An Examination of the Adoption of Agri-Environmental Practices: A Case Study of Alberta

  • Author / Creator
    Van Wyngaarden, Sarah
  • Best Management Practices (BMPs) are commonly promoted as a way for agricultural producers to adapt to and mitigate environmental risks on agricultural land. Agri-environmental policies are an integral component towards encouraging producers to adopt these practices, mostly through the use of cost-share environmental stewardship programs. The decision-making process for BMP adoption is influenced by a multifaceted number of factors, and literature has been unable to determine consistent and significant influences on this decision process. In this research, we use a three-paper approach to examine the relationship between policies, programs, and BMP adoption rates using a case study of Alberta, Canada. Our first paper (Chapter 4) provides an in-depth overview of Canadian and Albertan agri-environmental policies where we discuss current policy limitations and compare their effectiveness to other developed nations. We find policies and programs were not properly monitored resulting in an inability to determine if policies met environmental goals. Findings suggest taking influence from other developed nations policies, including introducing performance-based measures and cross-compliance. The second paper in this thesis (Chapter 5) uses a logistic regression to analyze factors that influence Alberta farmers participation in the Environmental Farm Plan (EFP), a voluntary risk-assessment tool. Alberta farmers decision to complete an EFP was influenced by industry standards, conservation training, and gross farm revenue. Although, exposure to extension was not influential in this process. Our last paper (Chapter 6) addresses BMP adoption rates across agri-environmental risk areas. We develop an ESA adoption score and debate which model is the best fit for fractional (proportional) dependent variables, settling on a Linear Probability Model for our analysis. The analysis supports the importance of the EFP, where respondents who had completed an EFP were significantly more likely to adopt practices. We also address the role of endogeneity regarding the use of the EFP as a measurement variable, where we produce split sample models iii to find producer decisions differ depending on whether they had or had not completed an EFP. Significantly, producers without an EFP were highly influenced by exposure to extension. Lastly, we find spatial effects for adoption across Municipal Districts, including the possibility of spill over effects. In line with prior literature, we find vast heterogeneity across respondent characteristics.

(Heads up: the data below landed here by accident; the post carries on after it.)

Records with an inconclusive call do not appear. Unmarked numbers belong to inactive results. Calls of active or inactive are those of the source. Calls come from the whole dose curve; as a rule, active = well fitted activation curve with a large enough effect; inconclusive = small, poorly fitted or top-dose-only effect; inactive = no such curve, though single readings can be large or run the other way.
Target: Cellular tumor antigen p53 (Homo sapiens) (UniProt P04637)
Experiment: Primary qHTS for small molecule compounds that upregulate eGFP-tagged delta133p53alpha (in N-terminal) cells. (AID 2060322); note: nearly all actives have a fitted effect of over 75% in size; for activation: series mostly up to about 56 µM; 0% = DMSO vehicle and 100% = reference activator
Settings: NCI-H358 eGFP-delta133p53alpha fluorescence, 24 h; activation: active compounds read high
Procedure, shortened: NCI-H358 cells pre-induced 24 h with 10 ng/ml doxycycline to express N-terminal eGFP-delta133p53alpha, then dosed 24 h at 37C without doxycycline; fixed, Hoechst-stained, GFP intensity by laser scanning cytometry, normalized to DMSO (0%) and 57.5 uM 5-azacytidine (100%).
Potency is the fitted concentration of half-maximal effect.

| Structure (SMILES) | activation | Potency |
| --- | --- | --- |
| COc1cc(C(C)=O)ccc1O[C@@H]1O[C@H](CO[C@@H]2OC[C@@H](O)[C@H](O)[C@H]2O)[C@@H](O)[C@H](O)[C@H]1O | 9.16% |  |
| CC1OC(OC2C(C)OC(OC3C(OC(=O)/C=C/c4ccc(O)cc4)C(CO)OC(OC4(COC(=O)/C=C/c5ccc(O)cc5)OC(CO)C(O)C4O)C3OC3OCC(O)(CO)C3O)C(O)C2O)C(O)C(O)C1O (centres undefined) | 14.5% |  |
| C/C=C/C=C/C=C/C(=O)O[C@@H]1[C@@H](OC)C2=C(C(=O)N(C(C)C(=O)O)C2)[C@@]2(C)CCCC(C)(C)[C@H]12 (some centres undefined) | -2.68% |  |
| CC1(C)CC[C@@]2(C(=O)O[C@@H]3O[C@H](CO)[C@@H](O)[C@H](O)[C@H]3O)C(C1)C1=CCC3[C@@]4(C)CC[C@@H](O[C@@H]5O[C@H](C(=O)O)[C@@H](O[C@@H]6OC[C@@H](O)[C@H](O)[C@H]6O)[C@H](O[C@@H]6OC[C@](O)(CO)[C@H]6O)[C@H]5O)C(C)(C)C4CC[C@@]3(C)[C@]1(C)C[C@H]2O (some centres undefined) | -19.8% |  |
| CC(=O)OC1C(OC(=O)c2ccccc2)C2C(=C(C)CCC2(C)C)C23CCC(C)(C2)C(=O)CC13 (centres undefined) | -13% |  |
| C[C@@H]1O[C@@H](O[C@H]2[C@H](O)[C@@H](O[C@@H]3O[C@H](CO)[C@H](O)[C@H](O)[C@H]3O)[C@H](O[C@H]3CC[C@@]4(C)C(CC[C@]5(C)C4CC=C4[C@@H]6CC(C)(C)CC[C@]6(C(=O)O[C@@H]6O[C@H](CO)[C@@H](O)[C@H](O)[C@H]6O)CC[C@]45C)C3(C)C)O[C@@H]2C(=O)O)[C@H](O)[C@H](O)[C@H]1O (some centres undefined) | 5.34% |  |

• Subjects / Keywords
  • Graduation date
    Fall 2021
  • Type of Item
  • Degree
    Master of Science
  • DOI
  • License
    This thesis is made available by the University of Alberta Libraries with permission of the copyright owner solely for non-commercial purposes. This thesis, or any portion thereof, may not otherwise be copied or reproduced without the written consent of the copyright owner, except to the extent permitted by Canadian copyright law.